US20140257362A1 - Filtering and removing particulates from bloodstream - Google Patents

Filtering and removing particulates from bloodstream Download PDF

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Publication number
US20140257362A1
US20140257362A1 US14/178,780 US201414178780A US2014257362A1 US 20140257362 A1 US20140257362 A1 US 20140257362A1 US 201414178780 A US201414178780 A US 201414178780A US 2014257362 A1 US2014257362 A1 US 2014257362A1
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body
pull
wire
snare
vessel
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US14/178,780
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Tracee Eidenschink
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St Jude Medical Cardiology Division Inc
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St Jude Medical Cardiology Division Inc
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Priority to US14/178,780 priority patent/US20140257362A1/en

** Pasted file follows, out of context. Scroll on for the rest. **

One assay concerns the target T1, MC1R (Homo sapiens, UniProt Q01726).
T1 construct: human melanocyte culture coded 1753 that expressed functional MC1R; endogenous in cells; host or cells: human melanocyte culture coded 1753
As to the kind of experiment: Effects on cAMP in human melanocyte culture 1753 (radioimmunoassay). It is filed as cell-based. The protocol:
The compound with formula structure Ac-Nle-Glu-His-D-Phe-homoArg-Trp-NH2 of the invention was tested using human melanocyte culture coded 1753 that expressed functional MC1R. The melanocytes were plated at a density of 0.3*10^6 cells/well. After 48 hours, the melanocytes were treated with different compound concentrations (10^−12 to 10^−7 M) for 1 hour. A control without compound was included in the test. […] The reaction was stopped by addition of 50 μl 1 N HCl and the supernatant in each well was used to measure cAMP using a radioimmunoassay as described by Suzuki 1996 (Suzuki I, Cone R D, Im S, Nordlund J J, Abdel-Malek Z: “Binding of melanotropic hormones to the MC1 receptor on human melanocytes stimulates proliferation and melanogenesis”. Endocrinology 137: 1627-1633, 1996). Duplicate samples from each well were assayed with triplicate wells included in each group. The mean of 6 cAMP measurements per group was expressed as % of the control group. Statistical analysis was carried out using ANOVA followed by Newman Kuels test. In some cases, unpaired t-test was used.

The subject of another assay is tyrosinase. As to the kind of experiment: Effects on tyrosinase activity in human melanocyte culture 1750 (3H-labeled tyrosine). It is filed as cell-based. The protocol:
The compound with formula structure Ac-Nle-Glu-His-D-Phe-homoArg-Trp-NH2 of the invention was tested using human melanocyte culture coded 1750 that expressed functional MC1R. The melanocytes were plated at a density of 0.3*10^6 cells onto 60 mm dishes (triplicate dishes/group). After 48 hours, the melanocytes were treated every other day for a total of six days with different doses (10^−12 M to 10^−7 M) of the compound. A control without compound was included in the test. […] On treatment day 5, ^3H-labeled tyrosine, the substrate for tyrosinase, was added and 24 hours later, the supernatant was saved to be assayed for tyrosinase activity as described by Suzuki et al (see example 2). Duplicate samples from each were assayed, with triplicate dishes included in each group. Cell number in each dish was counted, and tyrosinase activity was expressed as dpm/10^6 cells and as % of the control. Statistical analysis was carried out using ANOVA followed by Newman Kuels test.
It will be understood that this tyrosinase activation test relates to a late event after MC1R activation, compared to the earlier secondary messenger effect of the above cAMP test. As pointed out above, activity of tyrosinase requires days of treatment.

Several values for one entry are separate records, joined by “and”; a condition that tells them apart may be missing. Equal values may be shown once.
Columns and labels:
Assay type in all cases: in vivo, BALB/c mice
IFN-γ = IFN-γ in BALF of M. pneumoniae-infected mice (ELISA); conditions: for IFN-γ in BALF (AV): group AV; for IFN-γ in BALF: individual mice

Assigned to ST. JUDE MEDICAL, CARDIOLOGY DIVISION, INC. reassignment ST. JUDE MEDICAL, CARDIOLOGY DIVISION, INC. ASSIGNMENT OF ASSIGNORS INTEREST (SEE DOCUMENT FOR DETAILS). Assignors: EIDENSCHINK, TRACEE
Publication of US20140257362A1 publication Critical patent/US20140257362A1/en
Application status is Abandoned legal-status Critical

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    • AHUMAN NECESSITIES
    • A61MEDICAL OR VETERINARY SCIENCE; HYGIENE
    • A61FFILTERS IMPLANTABLE INTO BLOOD VESSELS; PROSTHESES; DEVICES PROVIDING PATENCY TO, OR PREVENTING COLLAPSING OF, TUBULAR STRUCTURES OF THE BODY, e.g. STENTS; ORTHOPAEDIC, NURSING OR CONTRACEPTIVE DEVICES; FOMENTATION; TREATMENT OR PROTECTION OF EYES OR EARS; BANDAGES, DRESSINGS OR ABSORBENT PADS; FIRST-AID KITS
    • A61F2/00Filters implantable into blood vessels; Prostheses, i.e. artificial substitutes or replacements for parts of the body; Appliances for connecting them with the body; Devices providing patency to, or preventing collapsing of, tubular structures of the body, e.g. stents